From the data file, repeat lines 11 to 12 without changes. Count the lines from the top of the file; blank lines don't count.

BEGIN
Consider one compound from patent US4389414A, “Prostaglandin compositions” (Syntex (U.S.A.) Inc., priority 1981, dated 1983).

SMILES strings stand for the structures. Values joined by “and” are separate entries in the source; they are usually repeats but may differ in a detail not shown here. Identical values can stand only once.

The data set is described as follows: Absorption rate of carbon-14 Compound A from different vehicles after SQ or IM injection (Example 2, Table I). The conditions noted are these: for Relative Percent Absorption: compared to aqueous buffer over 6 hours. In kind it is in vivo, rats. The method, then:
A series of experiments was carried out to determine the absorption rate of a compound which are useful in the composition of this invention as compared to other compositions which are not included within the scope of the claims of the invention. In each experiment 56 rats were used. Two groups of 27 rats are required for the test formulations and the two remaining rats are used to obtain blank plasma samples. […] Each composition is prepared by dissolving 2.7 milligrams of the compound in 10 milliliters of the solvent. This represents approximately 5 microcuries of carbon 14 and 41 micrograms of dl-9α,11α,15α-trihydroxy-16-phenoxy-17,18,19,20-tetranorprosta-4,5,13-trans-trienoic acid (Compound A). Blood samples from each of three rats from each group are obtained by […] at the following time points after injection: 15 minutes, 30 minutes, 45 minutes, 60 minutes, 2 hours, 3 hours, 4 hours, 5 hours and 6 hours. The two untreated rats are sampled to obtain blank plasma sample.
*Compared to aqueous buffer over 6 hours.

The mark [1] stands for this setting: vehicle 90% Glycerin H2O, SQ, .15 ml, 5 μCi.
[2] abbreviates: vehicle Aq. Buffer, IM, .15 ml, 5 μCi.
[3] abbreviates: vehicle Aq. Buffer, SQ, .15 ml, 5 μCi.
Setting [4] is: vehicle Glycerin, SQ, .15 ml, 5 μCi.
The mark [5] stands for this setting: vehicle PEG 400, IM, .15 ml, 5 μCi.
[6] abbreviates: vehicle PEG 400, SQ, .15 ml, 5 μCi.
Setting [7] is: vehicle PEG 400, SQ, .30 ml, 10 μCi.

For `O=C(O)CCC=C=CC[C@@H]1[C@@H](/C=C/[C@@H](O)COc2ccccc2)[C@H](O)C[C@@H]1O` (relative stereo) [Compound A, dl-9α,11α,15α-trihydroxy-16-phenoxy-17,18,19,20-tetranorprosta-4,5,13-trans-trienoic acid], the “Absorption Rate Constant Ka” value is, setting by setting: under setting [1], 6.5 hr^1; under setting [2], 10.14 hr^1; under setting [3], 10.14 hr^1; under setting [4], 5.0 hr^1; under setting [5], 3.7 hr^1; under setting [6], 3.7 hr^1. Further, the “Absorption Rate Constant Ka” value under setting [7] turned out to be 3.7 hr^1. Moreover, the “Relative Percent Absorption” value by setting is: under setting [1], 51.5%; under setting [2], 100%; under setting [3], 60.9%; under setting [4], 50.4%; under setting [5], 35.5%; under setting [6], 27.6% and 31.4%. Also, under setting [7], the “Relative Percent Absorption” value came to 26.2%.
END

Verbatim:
[6] abbreviates: vehicle PEG 400, SQ, .15 ml, 5 μCi.
Setting [7] is: vehicle PEG 400, SQ, .30 ml, 10 μCi.